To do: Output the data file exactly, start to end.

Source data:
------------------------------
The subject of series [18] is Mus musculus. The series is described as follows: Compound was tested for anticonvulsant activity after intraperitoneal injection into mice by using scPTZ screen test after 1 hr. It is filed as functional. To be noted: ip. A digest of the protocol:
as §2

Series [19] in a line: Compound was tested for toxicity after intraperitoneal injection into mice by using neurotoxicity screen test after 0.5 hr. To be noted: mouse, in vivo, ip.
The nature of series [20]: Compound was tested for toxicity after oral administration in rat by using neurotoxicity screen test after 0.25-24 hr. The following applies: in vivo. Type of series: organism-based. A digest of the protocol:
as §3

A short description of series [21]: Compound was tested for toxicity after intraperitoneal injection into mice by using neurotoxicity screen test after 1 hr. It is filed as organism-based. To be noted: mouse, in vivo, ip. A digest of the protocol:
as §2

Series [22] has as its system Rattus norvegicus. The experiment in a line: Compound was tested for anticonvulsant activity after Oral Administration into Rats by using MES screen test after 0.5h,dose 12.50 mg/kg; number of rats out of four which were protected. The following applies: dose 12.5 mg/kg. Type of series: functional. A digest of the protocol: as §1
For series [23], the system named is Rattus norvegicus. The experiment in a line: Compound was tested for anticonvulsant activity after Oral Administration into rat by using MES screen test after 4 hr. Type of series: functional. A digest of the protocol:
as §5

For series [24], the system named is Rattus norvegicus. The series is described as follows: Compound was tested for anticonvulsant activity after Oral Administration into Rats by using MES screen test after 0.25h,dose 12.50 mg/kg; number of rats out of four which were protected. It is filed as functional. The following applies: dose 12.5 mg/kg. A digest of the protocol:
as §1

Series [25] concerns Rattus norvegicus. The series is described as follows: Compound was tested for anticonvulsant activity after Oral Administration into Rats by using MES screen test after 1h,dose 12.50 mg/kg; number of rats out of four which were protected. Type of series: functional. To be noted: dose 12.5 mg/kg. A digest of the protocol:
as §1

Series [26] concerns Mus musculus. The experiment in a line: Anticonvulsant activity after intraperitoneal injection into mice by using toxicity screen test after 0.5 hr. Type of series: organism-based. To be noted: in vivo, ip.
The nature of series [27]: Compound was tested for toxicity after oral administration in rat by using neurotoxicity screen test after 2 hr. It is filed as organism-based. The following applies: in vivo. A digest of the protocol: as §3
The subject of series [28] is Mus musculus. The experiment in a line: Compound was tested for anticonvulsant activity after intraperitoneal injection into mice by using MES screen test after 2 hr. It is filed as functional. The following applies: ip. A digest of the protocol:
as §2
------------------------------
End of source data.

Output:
The subject of series [18] is Mus musculus. The series is described as follows: Compound was tested for anticonvulsant activity after intraperitoneal injection into mice by using scPTZ screen test after 1 hr. It is filed as functional. To be noted: ip. A digest of the protocol:
as §2

Series [19] in a line: Compound was tested for toxicity after intraperitoneal injection into mice by using neurotoxicity screen test after 0.5 hr. To be noted: mouse, in vivo, ip.
The nature of series [20]: Compound was tested for toxicity after oral administration in rat by using neurotoxicity screen test after 0.25-24 hr. The following applies: in vivo. Type of series: organism-based. A digest of the protocol:
as §3

A short description of series [21]: Compound was tested for toxicity after intraperitoneal injection into mice by using neurotoxicity screen test after 1 hr. It is filed as organism-based. To be noted: mouse, in vivo, ip. A digest of the protocol:
as §2

Series [22] has as its system Rattus norvegicus. The experiment in a line: Compound was tested for anticonvulsant activity after Oral Administration into Rats by using MES screen test after 0.5h,dose 12.50 mg/kg; number of rats out of four which were protected. The following applies: dose 12.5 mg/kg. Type of series: functional. A digest of the protocol: as §1
For series [23], the system named is Rattus norvegicus. The experiment in a line: Compound was tested for anticonvulsant activity after Oral Administration into rat by using MES screen test after 4 hr. Type of series: functional. A digest of the protocol:
as §5

For series [24], the system named is Rattus norvegicus. The series is described as follows: Compound was tested for anticonvulsant activity after Oral Administration into Rats by using MES screen test after 0.25h,dose 12.50 mg/kg; number of rats out of four which were protected. It is filed as functional. The following applies: dose 12.5 mg/kg. A digest of the protocol:
as §1

Series [25] concerns Rattus norvegicus. The series is described as follows: Compound was tested for anticonvulsant activity after Oral Administration into Rats by using MES screen test after 1h,dose 12.50 mg/kg; number of rats out of four which were protected. Type of series: functional. To be noted: dose 12.5 mg/kg. A digest of the protocol:
as §1

Series [26] concerns Mus musculus. The experiment in a line: Anticonvulsant activity after intraperitoneal injection into mice by using toxicity screen test after 0.5 hr. Type of series: organism-based. To be noted: in vivo, ip.
The nature of series [27]: Compound was tested for toxicity after oral administration in rat by using neurotoxicity screen test after 2 hr. It is filed as organism-based. The following applies: in vivo. A digest of the protocol: as §3
The subject of series [28] is Mus musculus. The experiment in a line: Compound was tested for anticonvulsant activity after intraperitoneal injection into mice by using MES screen test after 2 hr. It is filed as functional. The following applies: ip. A digest of the protocol:
as §2